Michael Ingram

Sailing out of the Port of Joliet, Illinois, Ingram joined the union in 2006. He began his speech with a quote from poet Maya Angelou: “If you don’t like something, change it. If you can’t change it, change your attitude.”

 

He then spoke on the impact that the union has had on his life, saying, “The union has allowed me to provide for my family, purchase my own home and has allowed me to travel to many different countries.”

 

After mentioning the knowledge he gained about the political process from visiting Capitol Hill, he took the opportunity to thank the school’s instructors who helped him get where he is today. “I’d like to thank John Hetmanski, John Dobson, Paulie (Gelrud), Chef R.J. (Robert Johnson) and Jessie (Sunga), along with many others that have come and gone. I’d also like to thank Steward Danny Jackson, as well as the rest of my fellow Recertified Stewards.”

 

He offered some personal advice to the apprentices, saying, “Study hard while you are here. Believe it or not, I was days away from being homeless, and look at me now!”

 

Breon Lucas

Lucas, who sails from Jacksonville, Florida, spoke about his 23-year career.

 

“The union has been good to me. They’ve put a roof over my head and offered me a better way of life in general. Through working for the SIU, I have also been able to travel to various different places,” he said.

 

After praising Instructor John Dobson, he thanked the union leadership for allowing the recertified stewards to attend the recent trip to Congress, saying, “I saw firsthand how you guys have to stand up for us. Thank you for protecting us and our jobs.”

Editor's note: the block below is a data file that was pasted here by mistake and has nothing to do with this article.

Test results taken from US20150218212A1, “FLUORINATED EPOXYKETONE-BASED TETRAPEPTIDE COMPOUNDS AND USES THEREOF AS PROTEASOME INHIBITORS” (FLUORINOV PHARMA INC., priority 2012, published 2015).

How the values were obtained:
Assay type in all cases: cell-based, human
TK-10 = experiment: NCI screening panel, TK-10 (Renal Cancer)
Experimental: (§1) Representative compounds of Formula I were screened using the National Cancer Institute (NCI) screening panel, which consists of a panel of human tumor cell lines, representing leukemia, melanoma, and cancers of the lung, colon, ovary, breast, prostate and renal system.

Stephen Martin

Martin joined the union in Wilmington, California in 1999 and now sails from the Port of Jersey City, New Jersey. He said he is proud to graduate from the recertification program.

 

“The staff at this school have been great. It’s been like spending time with family,” he said.

 

Turning his attention to the trainees, Martin continued, “Remember, when you are working in the galley, you are part of a team. Be proactive, and if you have any questions, come see the bosuns or the stewards. Out of all of your lessons, learn to work together, work hard and you’ll be just fine.”

 

He closed by congratulating his fellow graduates and thanking the SIU for helping to provide the life he now leads.

 

Tyrell Thabit

Before joining the union in Mobile, Alabama, in 1992, Thabit explained that he served in the U.S. Navy for over 10 years.

 

“In my career, I have sailed on over 50 different ships, and travelled to most of the places a merchant mariner could possibly sail,” said Thabit. “The union has been a very important part of my life, because it has given me opportunities to grow and develop my skills in my chosen profession.

 

“I would like to thank the instructors and staff here at the school for all that they do,” he continued. “You are all very professional people, who work very hard to make sure that we, as trainees and upgraders, get the best education.”

 

He also expressed his gratitude for the firsthand look at what it takes to defend the Jones Act on a daily basis, before saying, “The union leadership needs our help to protect our industry and our way of life. We need to always do our best, upgrade our skills, and donate to SPAD.”

 

He concluded by offering the following advice to the future mariners in the room: “Study hard while you’re here. Learn from your instructors, and work together with your classmates. When you get to the ship, listen to your supervisor, ask questions, and never be afraid to stand up for yourself.”